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One Minute review at the Barn Theatre, Cirencester – ‘a slick revival’

Garry Summers and Sophie May Wake in One Minute at the Barn Theatre. Photo: Ben Collins
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Reviving prolific playwright Simon Stephens’ flawed, elegiac 2003 drama One Minute in the age of social media, Iwan Lewis’ stylish but insubstantial production looks striking, but lacks a necessary urgency.

Following five characters tangentially connected to a child’s disappearance in North London, the play quickly spins off into a frank yet delicate discussion of grief and acceptance, of the minutiae which people can obsess over, and the tiny yet significant details they miss.

Infused with a low-key sense of sadness, evident in the fraying personal relationships and gradually accumulating anxieties of each character, Lewis’ production nevertheless feels tentative, almost stuffy in the early scenes.

It takes a powerful turn from Rebecca Crankshaw, clinging to brittle, gracious rationalism as the missing child’s mother Dr Schults, to finally shatter the production’s stiff crispness. Beside her, Sarah Hanly gives a strong performance as dissatisfied bartender Catherine, instilling her scenes with an easy naturalism, while Jack Bence is appropriately edgy as an out-of-his-depth detective working his first case.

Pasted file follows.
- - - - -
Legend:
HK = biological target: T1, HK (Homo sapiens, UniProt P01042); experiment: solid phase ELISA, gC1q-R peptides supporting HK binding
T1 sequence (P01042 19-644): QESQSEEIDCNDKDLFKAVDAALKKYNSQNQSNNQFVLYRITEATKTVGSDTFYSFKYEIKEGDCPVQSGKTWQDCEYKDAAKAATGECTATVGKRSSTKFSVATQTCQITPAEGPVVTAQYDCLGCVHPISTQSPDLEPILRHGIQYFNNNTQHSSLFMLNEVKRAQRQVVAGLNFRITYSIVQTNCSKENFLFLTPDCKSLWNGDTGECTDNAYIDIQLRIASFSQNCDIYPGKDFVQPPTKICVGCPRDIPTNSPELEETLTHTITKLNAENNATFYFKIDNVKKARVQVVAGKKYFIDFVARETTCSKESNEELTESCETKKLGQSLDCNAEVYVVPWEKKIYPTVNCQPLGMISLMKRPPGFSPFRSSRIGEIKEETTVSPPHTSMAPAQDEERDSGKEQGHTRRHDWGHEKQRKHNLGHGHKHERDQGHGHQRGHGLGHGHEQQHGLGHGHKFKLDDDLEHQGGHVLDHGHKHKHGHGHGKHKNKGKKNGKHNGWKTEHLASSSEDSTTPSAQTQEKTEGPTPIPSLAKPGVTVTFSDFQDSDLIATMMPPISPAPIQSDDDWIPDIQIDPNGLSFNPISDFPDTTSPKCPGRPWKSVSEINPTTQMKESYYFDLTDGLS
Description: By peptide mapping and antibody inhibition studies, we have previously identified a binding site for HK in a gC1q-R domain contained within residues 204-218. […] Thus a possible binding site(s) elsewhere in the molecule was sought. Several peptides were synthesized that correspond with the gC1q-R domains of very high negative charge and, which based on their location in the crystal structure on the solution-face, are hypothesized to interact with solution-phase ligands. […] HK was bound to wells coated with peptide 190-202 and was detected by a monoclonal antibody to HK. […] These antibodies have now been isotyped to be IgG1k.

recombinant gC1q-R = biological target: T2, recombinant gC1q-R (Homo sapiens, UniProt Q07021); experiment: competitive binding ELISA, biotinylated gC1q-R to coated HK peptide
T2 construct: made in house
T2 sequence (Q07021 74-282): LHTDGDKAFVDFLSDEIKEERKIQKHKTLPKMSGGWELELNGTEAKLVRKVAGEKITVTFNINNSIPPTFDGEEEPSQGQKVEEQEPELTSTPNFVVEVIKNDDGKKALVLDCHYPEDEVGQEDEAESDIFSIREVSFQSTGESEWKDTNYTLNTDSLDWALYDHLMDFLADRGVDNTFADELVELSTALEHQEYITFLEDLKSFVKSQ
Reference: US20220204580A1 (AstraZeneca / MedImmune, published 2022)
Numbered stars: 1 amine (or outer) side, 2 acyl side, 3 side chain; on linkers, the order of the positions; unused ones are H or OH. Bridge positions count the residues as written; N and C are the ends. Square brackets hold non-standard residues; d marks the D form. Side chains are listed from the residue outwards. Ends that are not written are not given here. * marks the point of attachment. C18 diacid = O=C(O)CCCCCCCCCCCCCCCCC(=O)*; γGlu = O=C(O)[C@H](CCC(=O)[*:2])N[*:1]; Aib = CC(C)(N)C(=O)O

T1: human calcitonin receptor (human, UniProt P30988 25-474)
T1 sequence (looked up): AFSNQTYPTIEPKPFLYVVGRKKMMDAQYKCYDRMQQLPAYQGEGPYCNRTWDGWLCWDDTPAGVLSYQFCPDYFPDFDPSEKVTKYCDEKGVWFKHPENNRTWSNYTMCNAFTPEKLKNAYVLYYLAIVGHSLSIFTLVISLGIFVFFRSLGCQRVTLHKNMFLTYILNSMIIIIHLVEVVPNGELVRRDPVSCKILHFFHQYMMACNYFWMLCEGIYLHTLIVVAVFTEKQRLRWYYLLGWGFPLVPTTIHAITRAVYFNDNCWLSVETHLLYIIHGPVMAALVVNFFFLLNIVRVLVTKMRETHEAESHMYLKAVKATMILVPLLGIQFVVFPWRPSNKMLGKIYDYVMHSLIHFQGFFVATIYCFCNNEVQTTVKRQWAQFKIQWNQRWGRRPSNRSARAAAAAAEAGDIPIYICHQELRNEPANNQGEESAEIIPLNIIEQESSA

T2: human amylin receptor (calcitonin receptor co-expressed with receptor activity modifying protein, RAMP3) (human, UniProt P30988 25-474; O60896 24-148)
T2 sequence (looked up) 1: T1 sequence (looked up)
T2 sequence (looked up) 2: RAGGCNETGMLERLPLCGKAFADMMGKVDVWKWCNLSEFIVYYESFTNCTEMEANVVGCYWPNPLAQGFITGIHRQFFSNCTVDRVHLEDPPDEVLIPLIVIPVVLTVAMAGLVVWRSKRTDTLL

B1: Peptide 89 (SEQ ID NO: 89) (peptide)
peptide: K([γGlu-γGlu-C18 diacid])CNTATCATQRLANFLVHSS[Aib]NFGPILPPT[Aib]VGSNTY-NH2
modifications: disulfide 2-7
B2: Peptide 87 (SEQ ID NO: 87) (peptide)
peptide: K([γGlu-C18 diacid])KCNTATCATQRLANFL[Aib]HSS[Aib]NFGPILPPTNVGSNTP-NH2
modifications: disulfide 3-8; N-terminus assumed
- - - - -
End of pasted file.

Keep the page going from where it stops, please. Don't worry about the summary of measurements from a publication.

PJ McEvoy’s slick and visually arresting design lends the show an appealing edge, placing the action in a tunnel of concentric rings filled with grainy projections and scrolling twitter feeds. Moody monochrome videos serve as backdrops for each of the play’s meditative monologues, giving us brief, unsettlingly bleak glimpses of London by twilight, accompanied by the delicate but devastating lilting of Harry Smith’s pervasive, minimal score. Through it all, the silhouette of a child flickers up again and again, elusive but ubiquitous.

Barn Theatre artistic director Iwan Lewis: ‘In the age of Netflix, theatre has to change its game’

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Slick but dispassionate revival of Simon Stephens' pensive police procedural